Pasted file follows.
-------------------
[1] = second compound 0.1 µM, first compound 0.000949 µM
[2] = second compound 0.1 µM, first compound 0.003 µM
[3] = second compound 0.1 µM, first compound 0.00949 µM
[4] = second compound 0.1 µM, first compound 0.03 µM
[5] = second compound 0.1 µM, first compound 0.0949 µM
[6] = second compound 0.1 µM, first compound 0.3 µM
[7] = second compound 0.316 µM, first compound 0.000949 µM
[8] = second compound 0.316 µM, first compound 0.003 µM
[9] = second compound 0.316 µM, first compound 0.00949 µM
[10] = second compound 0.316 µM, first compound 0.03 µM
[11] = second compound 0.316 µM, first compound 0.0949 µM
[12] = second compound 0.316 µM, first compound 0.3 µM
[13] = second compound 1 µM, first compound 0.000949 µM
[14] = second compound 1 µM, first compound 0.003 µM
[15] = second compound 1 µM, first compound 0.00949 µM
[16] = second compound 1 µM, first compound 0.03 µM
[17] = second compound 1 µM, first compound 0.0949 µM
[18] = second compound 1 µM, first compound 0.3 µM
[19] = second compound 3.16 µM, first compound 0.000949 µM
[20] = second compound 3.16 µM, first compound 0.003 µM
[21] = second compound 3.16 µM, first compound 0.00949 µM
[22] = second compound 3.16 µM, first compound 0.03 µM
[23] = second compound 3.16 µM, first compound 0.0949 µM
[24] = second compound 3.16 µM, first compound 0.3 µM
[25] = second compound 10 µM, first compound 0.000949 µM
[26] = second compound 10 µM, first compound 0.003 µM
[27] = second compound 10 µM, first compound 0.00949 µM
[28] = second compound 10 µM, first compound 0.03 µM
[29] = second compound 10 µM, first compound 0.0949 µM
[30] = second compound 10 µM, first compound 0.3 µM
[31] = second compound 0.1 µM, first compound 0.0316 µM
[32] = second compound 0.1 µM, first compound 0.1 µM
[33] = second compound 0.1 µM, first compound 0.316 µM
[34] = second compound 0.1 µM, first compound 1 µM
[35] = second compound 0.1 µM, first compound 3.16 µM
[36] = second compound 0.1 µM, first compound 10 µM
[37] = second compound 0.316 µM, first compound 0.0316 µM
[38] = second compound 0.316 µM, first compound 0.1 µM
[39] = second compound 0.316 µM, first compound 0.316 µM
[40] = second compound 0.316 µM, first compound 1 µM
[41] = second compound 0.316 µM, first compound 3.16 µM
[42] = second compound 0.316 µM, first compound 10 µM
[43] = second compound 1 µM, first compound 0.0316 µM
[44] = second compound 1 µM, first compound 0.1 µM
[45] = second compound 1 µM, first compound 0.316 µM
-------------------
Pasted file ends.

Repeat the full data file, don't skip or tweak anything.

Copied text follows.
[1] = second compound 0.1 µM, first compound 0.000949 µM
[2] = second compound 0.1 µM, first compound 0.003 µM
[3] = second compound 0.1 µM, first compound 0.00949 µM
[4] = second compound 0.1 µM, first compound 0.03 µM
[5] = second compound 0.1 µM, first compound 0.0949 µM
[6] = second compound 0.1 µM, first compound 0.3 µM
[7] = second compound 0.316 µM, first compound 0.000949 µM
[8] = second compound 0.316 µM, first compound 0.003 µM
[9] = second compound 0.316 µM, first compound 0.00949 µM
[10] = second compound 0.316 µM, first compound 0.03 µM
[11] = second compound 0.316 µM, first compound 0.0949 µM
[12] = second compound 0.316 µM, first compound 0.3 µM
[13] = second compound 1 µM, first compound 0.000949 µM
[14] = second compound 1 µM, first compound 0.003 µM
[15] = second compound 1 µM, first compound 0.00949 µM
[16] = second compound 1 µM, first compound 0.03 µM
[17] = second compound 1 µM, first compound 0.0949 µM
[18] = second compound 1 µM, first compound 0.3 µM
[19] = second compound 3.16 µM, first compound 0.000949 µM
[20] = second compound 3.16 µM, first compound 0.003 µM
[21] = second compound 3.16 µM, first compound 0.00949 µM
[22] = second compound 3.16 µM, first compound 0.03 µM
[23] = second compound 3.16 µM, first compound 0.0949 µM
[24] = second compound 3.16 µM, first compound 0.3 µM
[25] = second compound 10 µM, first compound 0.000949 µM
[26] = second compound 10 µM, first compound 0.003 µM
[27] = second compound 10 µM, first compound 0.00949 µM
[28] = second compound 10 µM, first compound 0.03 µM
[29] = second compound 10 µM, first compound 0.0949 µM
[30] = second compound 10 µM, first compound 0.3 µM
[31] = second compound 0.1 µM, first compound 0.0316 µM
[32] = second compound 0.1 µM, first compound 0.1 µM
[33] = second compound 0.1 µM, first compound 0.316 µM
[34] = second compound 0.1 µM, first compound 1 µM
[35] = second compound 0.1 µM, first compound 3.16 µM
[36] = second compound 0.1 µM, first compound 10 µM
[37] = second compound 0.316 µM, first compound 0.0316 µM
[38] = second compound 0.316 µM, first compound 0.1 µM
[39] = second compound 0.316 µM, first compound 0.316 µM
[40] = second compound 0.316 µM, first compound 1 µM
[41] = second compound 0.316 µM, first compound 3.16 µM
[42] = second compound 0.316 µM, first compound 10 µM
[43] = second compound 1 µM, first compound 0.0316 µM
[44] = second compound 1 µM, first compound 0.1 µM
[45] = second compound 1 µM, first compound 0.316 µM